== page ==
HUD Announces Final SAFE Act Standards for State Compliance

The minimum standards for state compliance with the Secure and Fair Enforcement for Mortgage Licensing Act of 2008 (SAFE Act) were published today by the Department of Housing and Urban Development and are now available via the Federal Register for public display.

“The SAFE Act sets nationwide standards for licensing of mortgage loan originators and is an important step in returning integrity and accountability to the residential mortgage loan market,” said Acting FHA Commissioner Robert Ryan. “All 50 states, the District of Columbia, Puerto Rico, Guam and the Virgin Islands have enacted legislation to support this law and our final rule provides clarification of the minimum standards against which each state’s laws and regulations will be evaluated.”

The final rule specifies the criteria under which a state complies with the SAFE Act by putting into place a system for licensing and registering mortgage loan originators. HUD also provides clarification for the terms “engaging in the business of a loan originator,” which fall under the SAFE Act.

“Engaging in the business of a loan originator,” includes those who act as residential mortgage loan originators with respect to financing that is provided in a commercial context and with some degree of habitualness or repetition, according to HUD. Further, the SAFE Act defines “loan originator” to mean “an individual who takes a residential mortgage loan application and offers or negotiates the terms of a residential mortgage loan for compensation or gain,” HUD says in its explanation.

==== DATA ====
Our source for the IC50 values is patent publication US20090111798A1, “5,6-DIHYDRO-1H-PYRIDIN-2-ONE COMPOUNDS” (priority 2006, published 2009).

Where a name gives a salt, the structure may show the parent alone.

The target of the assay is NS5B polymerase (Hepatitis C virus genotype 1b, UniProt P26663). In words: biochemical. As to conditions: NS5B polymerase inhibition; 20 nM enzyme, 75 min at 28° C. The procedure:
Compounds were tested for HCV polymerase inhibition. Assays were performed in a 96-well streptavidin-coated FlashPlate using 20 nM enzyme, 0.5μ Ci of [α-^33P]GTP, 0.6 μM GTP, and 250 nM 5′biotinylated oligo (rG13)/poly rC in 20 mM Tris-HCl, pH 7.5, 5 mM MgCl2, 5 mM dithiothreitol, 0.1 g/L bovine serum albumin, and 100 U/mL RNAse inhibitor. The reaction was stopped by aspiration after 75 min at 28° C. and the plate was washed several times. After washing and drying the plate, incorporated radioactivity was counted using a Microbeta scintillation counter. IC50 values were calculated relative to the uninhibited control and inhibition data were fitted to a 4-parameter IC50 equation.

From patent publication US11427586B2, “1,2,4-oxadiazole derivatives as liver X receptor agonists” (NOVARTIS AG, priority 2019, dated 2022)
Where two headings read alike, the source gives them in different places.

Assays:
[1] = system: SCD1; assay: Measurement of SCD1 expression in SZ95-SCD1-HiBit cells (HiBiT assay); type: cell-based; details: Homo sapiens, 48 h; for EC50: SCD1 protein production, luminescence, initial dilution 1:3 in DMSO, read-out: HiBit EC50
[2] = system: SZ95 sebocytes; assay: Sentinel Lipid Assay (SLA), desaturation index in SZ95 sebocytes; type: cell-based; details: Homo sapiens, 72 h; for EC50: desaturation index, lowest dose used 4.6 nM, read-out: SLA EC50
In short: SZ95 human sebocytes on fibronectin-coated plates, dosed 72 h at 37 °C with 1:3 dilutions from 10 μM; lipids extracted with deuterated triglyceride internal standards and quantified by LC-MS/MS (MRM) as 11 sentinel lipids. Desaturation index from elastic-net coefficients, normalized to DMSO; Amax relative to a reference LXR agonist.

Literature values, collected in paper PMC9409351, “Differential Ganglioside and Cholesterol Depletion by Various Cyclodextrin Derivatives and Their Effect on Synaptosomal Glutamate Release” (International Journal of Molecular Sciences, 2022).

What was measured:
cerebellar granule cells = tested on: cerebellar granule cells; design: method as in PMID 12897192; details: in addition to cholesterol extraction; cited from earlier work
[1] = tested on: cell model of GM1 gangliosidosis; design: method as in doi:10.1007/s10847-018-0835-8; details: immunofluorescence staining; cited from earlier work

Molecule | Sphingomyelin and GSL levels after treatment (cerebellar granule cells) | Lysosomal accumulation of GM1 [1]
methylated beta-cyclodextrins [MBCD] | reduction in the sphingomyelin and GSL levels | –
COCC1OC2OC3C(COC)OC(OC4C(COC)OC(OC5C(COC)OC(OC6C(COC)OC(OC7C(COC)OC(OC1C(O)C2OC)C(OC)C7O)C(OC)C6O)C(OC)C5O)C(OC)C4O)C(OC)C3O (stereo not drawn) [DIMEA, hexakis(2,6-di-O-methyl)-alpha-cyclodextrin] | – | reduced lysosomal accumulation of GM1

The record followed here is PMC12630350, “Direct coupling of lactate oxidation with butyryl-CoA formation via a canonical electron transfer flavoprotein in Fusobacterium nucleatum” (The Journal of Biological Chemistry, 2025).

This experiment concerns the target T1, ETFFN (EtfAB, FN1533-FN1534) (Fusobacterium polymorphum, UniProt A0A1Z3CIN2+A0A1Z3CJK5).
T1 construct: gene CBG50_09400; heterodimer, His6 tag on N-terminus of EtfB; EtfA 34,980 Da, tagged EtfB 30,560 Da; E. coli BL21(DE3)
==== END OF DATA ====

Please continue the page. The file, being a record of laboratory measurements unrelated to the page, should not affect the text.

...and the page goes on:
Under the rule, “loan originator” and “business of a mortgage loan originator” do not include those who only engage in loan modifications or are third-party loan modification specialists. For those cases, HUD defers to the Consumer Financial Protection Bureau’s authority.

The SAFE Act, which was enacted into law in July 2008, requires that applicants for state licenses must pass a written test on loan origination practices and ethics, and that once licensed, originators must continue to meet licensing standards, complete continuing education courses and submit reports on loans originated.

View the final rule setting standards for state compliance with the SAFE Act.

Written by Elizabeth Ecker

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